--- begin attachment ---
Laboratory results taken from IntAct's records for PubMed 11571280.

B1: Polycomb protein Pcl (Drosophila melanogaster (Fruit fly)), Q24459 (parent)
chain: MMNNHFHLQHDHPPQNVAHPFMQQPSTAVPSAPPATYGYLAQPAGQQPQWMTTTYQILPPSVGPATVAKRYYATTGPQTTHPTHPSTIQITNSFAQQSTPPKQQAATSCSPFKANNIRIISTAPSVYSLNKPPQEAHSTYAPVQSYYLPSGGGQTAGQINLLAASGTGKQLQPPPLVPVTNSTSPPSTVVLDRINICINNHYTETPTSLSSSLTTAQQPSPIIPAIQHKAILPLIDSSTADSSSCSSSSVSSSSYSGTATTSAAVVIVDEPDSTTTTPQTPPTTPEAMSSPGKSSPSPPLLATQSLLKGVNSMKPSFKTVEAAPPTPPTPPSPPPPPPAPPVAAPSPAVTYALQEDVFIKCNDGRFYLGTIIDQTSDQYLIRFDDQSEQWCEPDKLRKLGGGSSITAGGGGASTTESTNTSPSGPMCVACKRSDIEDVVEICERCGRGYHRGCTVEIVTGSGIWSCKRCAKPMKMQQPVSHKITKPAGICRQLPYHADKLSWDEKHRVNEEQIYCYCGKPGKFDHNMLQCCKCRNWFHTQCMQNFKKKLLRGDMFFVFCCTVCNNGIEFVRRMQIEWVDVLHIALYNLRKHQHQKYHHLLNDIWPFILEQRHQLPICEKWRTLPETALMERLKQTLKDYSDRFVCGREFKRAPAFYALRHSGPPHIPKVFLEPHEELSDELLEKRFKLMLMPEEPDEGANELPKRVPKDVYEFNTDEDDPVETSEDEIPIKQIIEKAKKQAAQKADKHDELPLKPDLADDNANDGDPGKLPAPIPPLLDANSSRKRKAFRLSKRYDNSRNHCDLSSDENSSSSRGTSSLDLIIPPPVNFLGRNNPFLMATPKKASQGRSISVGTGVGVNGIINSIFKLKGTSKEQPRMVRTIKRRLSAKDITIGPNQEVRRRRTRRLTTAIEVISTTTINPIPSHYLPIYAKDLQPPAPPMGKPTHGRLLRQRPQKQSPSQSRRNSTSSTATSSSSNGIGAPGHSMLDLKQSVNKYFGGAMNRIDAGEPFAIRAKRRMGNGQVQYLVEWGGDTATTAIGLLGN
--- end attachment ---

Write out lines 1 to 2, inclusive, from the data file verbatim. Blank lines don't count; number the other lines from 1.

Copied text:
Laboratory results taken from IntAct's records for PubMed 11571280.

B1: Polycomb protein Pcl (Drosophila melanogaster (Fruit fly)), Q24459 (parent)